Wednesday, July 23, 2008
The New Mexico Supreme Court held that a legal malpractice action need not be brought as a compulsory counterclaim to an action brought by the law firm assserting a charging lien against the former client. The law firm had agreed to a settlement of the underlying litigation, purportedly without the client's consent. The trial court found that the law firm had sufficient authority to settle and ordered the settlement enforced over the client's objection.
The court held:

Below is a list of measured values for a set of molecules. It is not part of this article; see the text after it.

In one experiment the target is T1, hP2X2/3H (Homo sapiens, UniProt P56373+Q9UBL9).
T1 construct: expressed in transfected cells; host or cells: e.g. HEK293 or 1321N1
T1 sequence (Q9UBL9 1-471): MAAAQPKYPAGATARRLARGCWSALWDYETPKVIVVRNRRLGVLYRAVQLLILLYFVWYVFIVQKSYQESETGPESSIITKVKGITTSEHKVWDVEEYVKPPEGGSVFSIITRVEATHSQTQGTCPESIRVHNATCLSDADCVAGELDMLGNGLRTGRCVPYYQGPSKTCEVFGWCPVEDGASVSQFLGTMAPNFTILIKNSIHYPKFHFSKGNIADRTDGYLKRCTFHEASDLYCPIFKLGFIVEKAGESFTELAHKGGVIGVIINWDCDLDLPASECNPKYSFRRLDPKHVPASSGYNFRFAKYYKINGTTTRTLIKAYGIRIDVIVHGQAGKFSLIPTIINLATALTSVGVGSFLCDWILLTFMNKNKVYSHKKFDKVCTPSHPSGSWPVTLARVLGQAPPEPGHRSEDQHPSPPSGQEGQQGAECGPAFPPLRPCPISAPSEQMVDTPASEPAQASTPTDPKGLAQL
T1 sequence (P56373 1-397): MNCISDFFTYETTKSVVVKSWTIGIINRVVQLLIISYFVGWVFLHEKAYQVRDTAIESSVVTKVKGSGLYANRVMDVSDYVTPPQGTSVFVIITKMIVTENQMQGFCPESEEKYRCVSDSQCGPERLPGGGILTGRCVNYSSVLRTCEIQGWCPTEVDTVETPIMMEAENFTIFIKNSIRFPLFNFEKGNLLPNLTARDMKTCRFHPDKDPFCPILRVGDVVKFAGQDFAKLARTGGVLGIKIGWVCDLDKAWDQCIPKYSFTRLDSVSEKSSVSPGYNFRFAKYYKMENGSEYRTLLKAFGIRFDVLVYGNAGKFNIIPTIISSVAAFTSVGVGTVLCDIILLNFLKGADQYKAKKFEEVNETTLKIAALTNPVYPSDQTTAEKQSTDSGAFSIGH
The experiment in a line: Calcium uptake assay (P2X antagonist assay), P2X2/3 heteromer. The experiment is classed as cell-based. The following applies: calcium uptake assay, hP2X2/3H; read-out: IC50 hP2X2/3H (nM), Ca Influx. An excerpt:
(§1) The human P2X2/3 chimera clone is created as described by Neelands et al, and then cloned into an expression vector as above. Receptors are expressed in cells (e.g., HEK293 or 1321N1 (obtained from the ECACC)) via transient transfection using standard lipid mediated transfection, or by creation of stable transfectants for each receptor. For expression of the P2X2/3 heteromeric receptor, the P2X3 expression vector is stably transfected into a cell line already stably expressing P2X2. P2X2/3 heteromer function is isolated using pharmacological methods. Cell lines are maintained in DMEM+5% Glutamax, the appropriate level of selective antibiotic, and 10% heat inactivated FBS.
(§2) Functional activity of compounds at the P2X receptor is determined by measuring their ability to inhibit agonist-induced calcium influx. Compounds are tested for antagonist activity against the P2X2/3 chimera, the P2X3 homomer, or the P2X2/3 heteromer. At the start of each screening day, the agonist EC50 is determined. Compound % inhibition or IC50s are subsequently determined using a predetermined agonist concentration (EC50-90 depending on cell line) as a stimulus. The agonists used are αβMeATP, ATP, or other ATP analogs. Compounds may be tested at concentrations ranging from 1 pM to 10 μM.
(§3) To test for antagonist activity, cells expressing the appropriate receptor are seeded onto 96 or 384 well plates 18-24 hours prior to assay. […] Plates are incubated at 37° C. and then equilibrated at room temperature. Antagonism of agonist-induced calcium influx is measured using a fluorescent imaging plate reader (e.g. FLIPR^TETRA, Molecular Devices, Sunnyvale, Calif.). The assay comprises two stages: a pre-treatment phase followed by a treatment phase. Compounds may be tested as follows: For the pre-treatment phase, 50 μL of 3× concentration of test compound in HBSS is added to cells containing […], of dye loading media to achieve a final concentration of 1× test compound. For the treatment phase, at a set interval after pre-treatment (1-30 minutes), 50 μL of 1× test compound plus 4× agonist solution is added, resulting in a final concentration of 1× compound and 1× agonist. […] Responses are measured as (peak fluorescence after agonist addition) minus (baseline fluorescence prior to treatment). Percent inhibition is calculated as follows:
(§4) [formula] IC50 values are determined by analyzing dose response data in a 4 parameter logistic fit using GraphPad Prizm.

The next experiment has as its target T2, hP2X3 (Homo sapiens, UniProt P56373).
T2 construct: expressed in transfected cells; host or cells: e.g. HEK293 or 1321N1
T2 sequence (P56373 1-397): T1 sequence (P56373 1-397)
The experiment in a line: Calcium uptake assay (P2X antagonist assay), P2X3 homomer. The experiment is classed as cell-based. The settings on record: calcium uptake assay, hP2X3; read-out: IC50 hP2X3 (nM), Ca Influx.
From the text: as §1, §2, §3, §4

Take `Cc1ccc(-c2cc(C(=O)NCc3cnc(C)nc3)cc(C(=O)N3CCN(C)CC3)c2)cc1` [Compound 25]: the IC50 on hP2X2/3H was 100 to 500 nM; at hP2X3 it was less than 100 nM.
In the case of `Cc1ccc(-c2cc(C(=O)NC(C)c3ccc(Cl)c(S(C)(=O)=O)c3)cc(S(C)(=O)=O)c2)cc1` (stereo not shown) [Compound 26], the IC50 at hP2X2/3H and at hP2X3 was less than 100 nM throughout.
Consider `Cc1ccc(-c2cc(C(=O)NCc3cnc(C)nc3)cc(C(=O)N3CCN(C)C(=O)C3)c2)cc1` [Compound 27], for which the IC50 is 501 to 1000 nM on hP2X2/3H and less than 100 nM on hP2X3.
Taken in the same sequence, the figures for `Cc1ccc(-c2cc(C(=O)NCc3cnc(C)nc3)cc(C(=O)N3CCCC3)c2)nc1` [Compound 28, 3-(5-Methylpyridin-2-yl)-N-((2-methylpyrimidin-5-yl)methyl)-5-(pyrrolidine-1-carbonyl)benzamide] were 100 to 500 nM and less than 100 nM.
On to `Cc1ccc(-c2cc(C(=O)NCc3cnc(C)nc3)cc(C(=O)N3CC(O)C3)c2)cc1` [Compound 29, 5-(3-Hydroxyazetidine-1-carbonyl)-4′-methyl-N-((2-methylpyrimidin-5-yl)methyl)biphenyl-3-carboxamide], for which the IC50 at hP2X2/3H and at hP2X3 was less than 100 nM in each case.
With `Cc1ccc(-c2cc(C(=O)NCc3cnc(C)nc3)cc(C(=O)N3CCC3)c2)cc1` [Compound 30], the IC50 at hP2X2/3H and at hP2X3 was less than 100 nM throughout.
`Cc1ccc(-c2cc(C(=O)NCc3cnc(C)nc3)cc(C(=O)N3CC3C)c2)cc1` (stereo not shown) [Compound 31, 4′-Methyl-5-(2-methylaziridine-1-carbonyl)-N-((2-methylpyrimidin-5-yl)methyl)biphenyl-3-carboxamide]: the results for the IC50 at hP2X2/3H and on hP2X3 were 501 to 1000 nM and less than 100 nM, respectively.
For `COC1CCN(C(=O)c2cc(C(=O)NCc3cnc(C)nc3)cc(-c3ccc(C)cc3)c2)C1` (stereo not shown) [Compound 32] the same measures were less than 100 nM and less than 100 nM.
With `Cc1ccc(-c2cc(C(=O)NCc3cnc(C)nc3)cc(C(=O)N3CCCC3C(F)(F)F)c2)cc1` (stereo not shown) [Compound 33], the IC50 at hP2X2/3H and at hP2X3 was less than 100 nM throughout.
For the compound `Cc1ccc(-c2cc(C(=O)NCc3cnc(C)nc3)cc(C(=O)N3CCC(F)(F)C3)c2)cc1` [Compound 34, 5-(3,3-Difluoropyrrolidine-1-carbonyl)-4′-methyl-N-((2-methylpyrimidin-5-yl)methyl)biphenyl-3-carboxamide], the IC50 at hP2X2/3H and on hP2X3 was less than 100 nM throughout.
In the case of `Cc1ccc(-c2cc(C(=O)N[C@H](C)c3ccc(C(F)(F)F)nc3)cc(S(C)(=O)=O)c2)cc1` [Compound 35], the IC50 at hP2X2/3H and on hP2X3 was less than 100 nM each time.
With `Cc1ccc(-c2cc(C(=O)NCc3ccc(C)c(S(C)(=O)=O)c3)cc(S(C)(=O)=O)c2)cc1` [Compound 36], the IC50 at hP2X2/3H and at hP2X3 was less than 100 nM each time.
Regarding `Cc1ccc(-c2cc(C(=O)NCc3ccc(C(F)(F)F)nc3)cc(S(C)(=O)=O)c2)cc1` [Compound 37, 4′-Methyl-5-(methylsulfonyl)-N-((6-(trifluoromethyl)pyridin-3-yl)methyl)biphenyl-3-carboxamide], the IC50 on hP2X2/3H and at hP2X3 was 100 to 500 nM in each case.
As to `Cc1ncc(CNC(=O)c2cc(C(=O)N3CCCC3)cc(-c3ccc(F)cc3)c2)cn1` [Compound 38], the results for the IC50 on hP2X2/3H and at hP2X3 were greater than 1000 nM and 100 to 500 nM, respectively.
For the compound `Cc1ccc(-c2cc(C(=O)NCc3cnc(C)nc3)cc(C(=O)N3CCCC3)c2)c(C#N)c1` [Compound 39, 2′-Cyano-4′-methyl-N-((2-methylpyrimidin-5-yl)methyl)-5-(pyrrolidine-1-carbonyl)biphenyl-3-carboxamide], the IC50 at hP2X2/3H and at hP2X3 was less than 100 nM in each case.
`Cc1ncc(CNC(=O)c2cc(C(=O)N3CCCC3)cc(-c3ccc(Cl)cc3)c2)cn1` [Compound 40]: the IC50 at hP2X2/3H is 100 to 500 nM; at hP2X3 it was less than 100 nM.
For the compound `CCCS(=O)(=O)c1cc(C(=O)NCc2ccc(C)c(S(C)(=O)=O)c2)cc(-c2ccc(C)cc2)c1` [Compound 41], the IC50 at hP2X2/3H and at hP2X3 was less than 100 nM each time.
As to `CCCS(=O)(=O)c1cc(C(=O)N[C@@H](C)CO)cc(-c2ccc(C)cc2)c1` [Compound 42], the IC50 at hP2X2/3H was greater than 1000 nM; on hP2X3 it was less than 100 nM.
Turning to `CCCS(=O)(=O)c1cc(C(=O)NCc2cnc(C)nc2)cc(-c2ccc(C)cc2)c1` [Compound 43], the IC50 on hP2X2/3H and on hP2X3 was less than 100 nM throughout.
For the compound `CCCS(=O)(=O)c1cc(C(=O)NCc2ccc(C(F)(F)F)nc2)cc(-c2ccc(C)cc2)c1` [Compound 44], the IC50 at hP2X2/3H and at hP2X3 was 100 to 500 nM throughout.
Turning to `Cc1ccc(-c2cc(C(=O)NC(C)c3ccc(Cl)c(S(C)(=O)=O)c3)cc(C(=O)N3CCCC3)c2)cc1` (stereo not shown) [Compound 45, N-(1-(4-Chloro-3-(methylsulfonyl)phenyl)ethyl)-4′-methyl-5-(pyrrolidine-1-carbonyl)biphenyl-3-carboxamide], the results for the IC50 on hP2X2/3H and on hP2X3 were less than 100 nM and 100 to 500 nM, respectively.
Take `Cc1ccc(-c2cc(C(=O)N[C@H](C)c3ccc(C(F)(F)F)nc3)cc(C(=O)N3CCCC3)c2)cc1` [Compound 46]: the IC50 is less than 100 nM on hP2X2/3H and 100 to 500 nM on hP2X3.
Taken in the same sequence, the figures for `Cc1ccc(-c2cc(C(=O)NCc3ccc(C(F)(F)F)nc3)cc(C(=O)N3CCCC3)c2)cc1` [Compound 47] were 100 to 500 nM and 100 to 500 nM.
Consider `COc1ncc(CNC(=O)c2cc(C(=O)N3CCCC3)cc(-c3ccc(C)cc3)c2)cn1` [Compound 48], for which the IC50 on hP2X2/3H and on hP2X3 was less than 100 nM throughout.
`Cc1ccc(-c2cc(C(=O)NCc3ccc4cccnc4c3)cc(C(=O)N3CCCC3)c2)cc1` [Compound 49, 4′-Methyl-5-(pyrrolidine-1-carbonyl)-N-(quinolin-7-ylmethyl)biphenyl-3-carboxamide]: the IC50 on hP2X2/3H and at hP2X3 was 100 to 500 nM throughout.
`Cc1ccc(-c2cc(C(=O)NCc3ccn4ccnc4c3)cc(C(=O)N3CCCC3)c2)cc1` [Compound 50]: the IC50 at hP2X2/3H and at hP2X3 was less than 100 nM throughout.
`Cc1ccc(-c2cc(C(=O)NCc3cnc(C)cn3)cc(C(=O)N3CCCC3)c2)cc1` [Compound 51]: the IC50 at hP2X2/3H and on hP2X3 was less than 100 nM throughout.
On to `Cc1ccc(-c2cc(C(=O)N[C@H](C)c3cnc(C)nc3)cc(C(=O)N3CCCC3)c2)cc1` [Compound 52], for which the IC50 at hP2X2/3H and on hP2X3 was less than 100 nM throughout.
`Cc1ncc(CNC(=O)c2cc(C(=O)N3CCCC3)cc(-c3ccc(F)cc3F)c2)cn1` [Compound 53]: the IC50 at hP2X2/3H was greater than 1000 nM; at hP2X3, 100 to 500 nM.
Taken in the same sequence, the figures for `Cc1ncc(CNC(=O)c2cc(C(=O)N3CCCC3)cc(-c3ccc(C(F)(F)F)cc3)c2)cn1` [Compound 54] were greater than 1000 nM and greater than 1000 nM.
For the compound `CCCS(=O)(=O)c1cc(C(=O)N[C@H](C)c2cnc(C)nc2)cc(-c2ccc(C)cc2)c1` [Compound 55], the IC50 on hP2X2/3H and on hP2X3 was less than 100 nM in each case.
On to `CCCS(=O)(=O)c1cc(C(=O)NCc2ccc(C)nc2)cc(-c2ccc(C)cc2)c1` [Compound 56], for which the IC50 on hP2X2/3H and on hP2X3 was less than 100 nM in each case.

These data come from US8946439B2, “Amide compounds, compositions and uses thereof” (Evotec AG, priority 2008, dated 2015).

...Computer One’s [the client] objections to the charging lien reflect the limited nature of such a lien. Because only the value of the fees are at issue, a client’s objections to a charging lien may well differ from a client’s claim of legal malpractice. When objecting to a charging lien, a client may challenge the reasonableness of the value assigned to the attorney’s fees, or the basis for that value. Similarly, a client may attack the validity of the fee agreement itself upon which the charging lien was based. In contrast, a client’s claim of legal malpractice challenges the actual performance of the lawyer’s duties, not the hourly rate the lawyer charged for those duties. See Rancho del Villacito Condos., Inc. v. Weisfeld, 121 N.M. 52, 56, 908 P.2d 745, 749 (1995) (“[A] plaintiff must show, usually through expert testimony, that his or her attorney failed to use the skill, prudence, and diligence of an attorney of ordinary skill and capacity.” (quoted authority omitted)). Because the objections to the charging lien were distinct from the claim asserted in Computer One’s malpractice lawsuit, we reject the Firm’s argument that the issues in Computer One’s malpractice claim were necessarily litigated below.